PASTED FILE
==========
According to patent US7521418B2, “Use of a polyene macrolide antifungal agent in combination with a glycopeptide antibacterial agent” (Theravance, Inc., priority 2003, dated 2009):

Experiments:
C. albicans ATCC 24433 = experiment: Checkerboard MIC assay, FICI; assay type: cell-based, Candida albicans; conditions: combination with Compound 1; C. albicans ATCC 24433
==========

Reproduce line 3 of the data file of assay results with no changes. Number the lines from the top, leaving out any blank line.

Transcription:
C. albicans ATCC 24433 = experiment: Checkerboard MIC assay, FICI; assay type: cell-based, Candida albicans; conditions: combination with Compound 1; C. albicans ATCC 24433